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A 2000hp steel-body 1967 Mustang Fastback Built for Grudge Racing

HOT ROD logo HOT ROD 1/10/2019 Hot Rod Network Staff
a car parked on the side of a road: 034-1967-mustang-fastback-2000hp© Hot Rod Network Staff 034-1967-mustang-fastback-2000hp

Southern eighth-mile grudge-match staging lanes are often filled with LX Mustangs, G-bodies, second-generation Novas, and fourth-generation Camaros. They're inexpensive and feature tons of room for performance upgrades. Buried in those lanes, you may discover this gem: an original 1967 Mustang Fastback. It's a steel-bodied car with immaculate paint and stellar craftsmanship designed to turn heads and blow the tires off the competition—and it doesn't have a LS under the hood.

Powered by a 600ci big-block Ford, it made 1,800 hp at 7,900 rpm to the 275 tires, on what the owner calls the mild tune. It only took nine months to complete and has a best eighth-mile pass of 4.70 e.t. at 150 mph. Owned by Chris Cantrell of Anderson, South Carolina, it's currently maintained by Stallion Autosports in Greenville, South Carolina.

To build a street-driven 1,800hp Mustang, you don't need just money, you need a team. It's important to have friends who share your dream and passion. For the large group of friends that make up All Business Racing, they had enough of the formula to make it happen.

It all began—as any good project does—with the group of friends bench-racing. Member Jeremy Pearson purchased a mint 1969 Camaro, and the guys talked about building an equally nice Ford. But the "body-shopjail," as it was coined by the crew, usually slows down a project so much that it kills the fun. Fellow member and fabricator Craig Owens had the bright idea to buy a finished car and rebuild it. They decided to buy Jeremy's brother's beautiful pro-touring Fastback Mustang. The car featured a custom-built 408ci stroker, a five-speed, nine-inch rear axle, and a complete Total Control Product suspension package. But more importantly, it had finished paint.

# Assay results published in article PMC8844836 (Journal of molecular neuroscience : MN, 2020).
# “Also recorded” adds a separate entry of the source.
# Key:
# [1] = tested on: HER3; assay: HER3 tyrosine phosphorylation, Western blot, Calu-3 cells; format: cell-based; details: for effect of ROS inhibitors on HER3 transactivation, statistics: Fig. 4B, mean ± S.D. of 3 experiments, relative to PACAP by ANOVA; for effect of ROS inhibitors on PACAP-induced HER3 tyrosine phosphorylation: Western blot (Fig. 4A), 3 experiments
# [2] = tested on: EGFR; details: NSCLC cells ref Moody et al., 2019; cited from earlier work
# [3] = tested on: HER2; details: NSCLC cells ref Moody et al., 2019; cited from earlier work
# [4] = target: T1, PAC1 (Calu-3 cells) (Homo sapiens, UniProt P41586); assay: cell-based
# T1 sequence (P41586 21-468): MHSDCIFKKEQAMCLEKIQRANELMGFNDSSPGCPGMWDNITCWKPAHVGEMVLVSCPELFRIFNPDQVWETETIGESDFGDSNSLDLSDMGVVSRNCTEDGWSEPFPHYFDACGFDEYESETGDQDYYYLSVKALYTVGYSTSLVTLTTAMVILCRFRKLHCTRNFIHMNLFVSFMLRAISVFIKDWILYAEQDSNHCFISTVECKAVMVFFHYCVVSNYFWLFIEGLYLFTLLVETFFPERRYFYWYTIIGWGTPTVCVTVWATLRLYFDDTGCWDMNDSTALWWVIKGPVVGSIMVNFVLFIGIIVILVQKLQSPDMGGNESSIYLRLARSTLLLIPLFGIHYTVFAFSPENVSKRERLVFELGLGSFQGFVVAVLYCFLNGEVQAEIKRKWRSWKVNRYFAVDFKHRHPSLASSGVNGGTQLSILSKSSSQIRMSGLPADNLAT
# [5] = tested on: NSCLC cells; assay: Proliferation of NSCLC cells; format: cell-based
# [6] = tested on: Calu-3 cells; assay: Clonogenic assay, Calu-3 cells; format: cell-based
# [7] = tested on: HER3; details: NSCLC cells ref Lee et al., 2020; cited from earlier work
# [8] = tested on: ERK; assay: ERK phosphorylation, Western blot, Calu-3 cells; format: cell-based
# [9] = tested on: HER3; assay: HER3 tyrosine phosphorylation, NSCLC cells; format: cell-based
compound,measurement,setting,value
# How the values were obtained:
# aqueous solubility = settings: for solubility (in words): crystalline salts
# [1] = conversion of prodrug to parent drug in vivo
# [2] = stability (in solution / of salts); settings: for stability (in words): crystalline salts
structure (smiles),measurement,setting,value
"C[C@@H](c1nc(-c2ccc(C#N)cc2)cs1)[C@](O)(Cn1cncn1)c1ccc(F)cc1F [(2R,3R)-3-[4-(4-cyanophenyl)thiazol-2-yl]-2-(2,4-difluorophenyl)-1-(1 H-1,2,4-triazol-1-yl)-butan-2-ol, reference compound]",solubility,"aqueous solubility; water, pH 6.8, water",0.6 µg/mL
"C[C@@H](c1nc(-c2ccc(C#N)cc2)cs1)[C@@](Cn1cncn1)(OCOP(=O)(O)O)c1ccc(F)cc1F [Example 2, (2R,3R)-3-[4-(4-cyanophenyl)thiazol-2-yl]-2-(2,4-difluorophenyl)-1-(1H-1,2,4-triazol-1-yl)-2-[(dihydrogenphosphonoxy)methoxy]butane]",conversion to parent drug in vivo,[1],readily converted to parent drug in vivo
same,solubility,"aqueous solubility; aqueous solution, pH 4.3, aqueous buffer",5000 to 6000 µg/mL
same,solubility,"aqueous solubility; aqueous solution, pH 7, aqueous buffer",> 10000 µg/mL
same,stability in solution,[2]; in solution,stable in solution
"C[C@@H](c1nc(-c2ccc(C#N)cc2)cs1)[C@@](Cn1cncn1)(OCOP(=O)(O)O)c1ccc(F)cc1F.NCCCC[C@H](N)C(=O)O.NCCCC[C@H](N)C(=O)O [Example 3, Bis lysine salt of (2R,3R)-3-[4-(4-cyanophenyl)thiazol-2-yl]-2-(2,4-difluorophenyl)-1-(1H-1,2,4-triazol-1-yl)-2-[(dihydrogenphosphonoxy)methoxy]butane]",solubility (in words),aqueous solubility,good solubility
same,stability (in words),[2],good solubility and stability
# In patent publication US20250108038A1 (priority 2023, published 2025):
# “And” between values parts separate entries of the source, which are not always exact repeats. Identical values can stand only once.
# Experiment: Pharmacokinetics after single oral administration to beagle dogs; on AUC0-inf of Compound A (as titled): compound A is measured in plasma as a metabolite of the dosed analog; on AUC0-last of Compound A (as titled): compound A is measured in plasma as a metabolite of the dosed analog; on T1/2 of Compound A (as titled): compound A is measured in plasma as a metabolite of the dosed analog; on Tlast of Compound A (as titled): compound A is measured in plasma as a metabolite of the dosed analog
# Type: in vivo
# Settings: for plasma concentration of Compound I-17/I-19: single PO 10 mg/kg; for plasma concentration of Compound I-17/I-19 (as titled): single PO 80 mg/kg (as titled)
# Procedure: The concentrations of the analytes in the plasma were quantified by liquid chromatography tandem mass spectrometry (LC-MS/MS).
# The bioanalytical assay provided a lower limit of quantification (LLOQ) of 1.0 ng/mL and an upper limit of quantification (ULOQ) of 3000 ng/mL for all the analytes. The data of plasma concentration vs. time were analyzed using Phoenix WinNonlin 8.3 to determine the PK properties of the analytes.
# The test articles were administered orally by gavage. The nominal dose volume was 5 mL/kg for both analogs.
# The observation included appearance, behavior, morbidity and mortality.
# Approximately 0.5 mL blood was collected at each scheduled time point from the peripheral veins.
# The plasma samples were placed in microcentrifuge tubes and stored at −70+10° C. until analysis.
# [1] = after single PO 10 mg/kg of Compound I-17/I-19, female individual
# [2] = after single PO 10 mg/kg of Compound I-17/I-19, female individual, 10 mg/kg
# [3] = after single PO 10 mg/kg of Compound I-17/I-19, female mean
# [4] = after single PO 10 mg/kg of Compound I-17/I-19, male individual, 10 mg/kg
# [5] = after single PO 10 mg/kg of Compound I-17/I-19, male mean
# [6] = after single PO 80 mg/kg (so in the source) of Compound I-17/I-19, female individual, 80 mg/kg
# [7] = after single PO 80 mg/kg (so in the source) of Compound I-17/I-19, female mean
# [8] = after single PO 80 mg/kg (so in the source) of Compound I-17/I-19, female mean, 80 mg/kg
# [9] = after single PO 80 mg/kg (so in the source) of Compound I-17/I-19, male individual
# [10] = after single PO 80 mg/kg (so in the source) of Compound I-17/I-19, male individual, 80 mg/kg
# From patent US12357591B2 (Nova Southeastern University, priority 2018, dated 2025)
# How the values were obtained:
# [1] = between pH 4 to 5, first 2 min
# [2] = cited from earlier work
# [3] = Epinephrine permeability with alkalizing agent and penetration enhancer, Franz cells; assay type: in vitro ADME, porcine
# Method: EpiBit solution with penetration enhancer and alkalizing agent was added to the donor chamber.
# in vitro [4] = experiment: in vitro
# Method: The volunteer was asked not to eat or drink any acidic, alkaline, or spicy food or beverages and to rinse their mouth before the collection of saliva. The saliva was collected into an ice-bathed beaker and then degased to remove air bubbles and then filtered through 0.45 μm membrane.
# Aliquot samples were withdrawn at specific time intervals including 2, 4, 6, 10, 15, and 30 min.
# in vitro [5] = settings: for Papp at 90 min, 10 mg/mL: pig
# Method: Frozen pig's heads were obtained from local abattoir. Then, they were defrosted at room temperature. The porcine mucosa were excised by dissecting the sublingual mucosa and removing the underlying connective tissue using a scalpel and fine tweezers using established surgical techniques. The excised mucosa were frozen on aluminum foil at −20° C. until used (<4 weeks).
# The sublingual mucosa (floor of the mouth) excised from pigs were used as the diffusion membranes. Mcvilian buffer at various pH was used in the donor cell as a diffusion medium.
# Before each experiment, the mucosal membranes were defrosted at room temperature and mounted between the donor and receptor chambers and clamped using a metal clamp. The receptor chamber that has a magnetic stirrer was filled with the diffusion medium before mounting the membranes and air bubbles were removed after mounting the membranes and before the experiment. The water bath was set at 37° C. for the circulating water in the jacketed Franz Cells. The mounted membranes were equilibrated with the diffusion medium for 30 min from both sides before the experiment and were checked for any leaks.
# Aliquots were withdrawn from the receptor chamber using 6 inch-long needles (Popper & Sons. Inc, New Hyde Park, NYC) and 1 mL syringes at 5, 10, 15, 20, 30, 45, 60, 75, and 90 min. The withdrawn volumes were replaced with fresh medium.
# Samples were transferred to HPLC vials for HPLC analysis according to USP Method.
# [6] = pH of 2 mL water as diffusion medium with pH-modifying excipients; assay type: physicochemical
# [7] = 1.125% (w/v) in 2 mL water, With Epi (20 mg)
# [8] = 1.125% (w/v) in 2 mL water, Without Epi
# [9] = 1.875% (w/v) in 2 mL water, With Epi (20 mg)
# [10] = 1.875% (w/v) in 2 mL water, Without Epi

a close up of a car: 016-1967-mustang-fastback-2000hp.jpg

"Within 24 hours, we had the car stripped down to nothing more than a roof and two quarter-panels," said Jonathan Bridwell, friend and owner of Stallion Autosport. "Everyone thought we lost our minds when we told them we were cutting it up."

Craig and Jeremy, of JP Automotive, built the double framerail chassis and SFI 25.5–certified rollcage. Allen Pittman of AP Race Cars in Greenville, South Carolina, did the custom carbon-fiber floorboards, and Got-U-Covered built the headliner and dashpad. 

In order to keep this freshly-painted car in good condition, the team covered everything with 3M Welding and Spark Deflection Paper. "We built the entire chrome-moly chassis between the factory rockers and never put a scratch on the car," said Jonathan. "It was a lot faster than we could have sent the body out for bodywork and paint."

Chris owns a few different race cars, including a four-speed, straight-axle gasser, but this one was intended to be different. We were able to achieve it without manipulating the body," he said. All the glass is factory, the bumpers original, and even the stainless-steel trim remains. "We emphasized on keeping the body as correct as possible. "

The jewel of the build is the monster big-block Ford built by C&R Machine Shop with a C&C Motorsports Boss 429/427 aluminum, six-bolt-main block that's been punched out to 600 ci. It features Oliver Racing Parts rods and Diamond Racing pistons. Topping off the short-block are Kaase Boss 9 heads that were ported by C&R Machine Shop. A custom-built COMP solid–roller camshaft and T&D rocker arms round out the valvetrain.